Twitter post Dr. Simon Goddek @goddeketal Did you know that Bill Gates' primary residence in Seattle boasts 7 bedrooms, 24 bathrooms, a 60-foot pool with an underwater music system, a 2,500-square-foot gym, a 1,000-square-foot dining room, six kitchens, and a trampoline room with a 20-foot ceiling? And let's not forget the 2,100-square-foot library, a home theater that seats up to 20 guests, and a massive 300-square-foot reception hall with room for 200 guests. And there's also a spacious guesthouse, a garage that fits 23 cars, and an artificial stream stocked with fish.

Depending on the source, its value is estimated at $127 to $170 million. But wait, there's more! Gates also owns homes in Del Mar, California at sea level ($43 million), Indian Wells, California ($12.5 million), Wellington, Florida ($8.7 million), and a ranch in Wyoming ($8.9 million).

A fun little tidbit about his Florida property: In 2016, he paid $13.5 million for the neighboring house. Rumor has it he's also bought four other properties on the same street, making him the sole resident of the entire block.

In addition, Bill Gates has ironically splurged $650 million on 'Aqua', a luxurious super yacht. This extravagant purchase, complete with lavish amenities, starkly contrasts his public stance on environmental conservation. Gates' Aqua, a symbol of opulence, raises questions about the sincerity behind his environmental advocacy.

And the hypocrisy does not stop there. Just as Gates allegedly advocates for the environment while doing the exact opposite, he has behaved in a 'supposedly selfless' manner during the alleged global health crisis of the past four years. For instance, in September 2019, he invested $55 million in BioNTech, a company then only recording losses, coincidentally months before the outbreak of an alleged pandemic.

This vaccine, produced by BioNTech and Pfizer, would reduce transmissions and deaths, Bill claimed, only to sell 86% of his cheaply acquired shares two years later for hundreds of millions of dollars. 'Purely by chance,' Gates had also previously invested in Moderna. By his own admission, he turned 1 billion dollars in health industry investments into 20 billion.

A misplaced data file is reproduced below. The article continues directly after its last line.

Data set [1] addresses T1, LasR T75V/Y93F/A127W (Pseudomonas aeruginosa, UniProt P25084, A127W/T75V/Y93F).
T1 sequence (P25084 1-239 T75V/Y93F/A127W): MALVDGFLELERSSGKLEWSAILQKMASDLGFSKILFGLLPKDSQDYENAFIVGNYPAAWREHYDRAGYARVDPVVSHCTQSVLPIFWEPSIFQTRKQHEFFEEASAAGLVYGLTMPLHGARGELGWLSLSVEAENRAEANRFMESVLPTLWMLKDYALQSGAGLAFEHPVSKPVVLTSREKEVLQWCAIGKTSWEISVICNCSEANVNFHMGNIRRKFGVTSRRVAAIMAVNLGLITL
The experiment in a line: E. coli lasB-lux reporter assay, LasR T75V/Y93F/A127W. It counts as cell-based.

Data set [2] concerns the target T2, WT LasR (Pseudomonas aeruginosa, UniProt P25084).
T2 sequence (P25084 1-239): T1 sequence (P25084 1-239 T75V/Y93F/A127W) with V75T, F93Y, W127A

Trusting someone who funds the WHO more than entire nations, predicts a viral pandemic, and then profits from it, is like believing a firefighter who predicts every single fire. Often, such people are more the cause of problems than the solutions.

Coming back to his real estates and his luxury yacht: Isn't it ironic that one of the main proponents of reducing our carbon footprint lives like this? With such an expansive estate and luxurious lifestyle, we can't help but wonder how much his own carbon footprint is ballooning.

If the people who are urging us to reduce our carbon footprints are living lives of excess, how can we trust their motivations and the validity of their claims about man-made climate change?

Cheers, Dr. Simon

P.S. Oh yes, and let's not forget the curious case of chiIdp0rn discovered on his private property in 2014, where it seems one of his employees might have conveniently been the fall guy. Plus, his 37 visits to Epstein Island? Purely coincidental, of course - much like his investments right before the pandemic.

P.P.S. Bill Gates has also bought up 110,000 hectares of farmland while pushing for soy products and fake meat, which really makes you wonder why.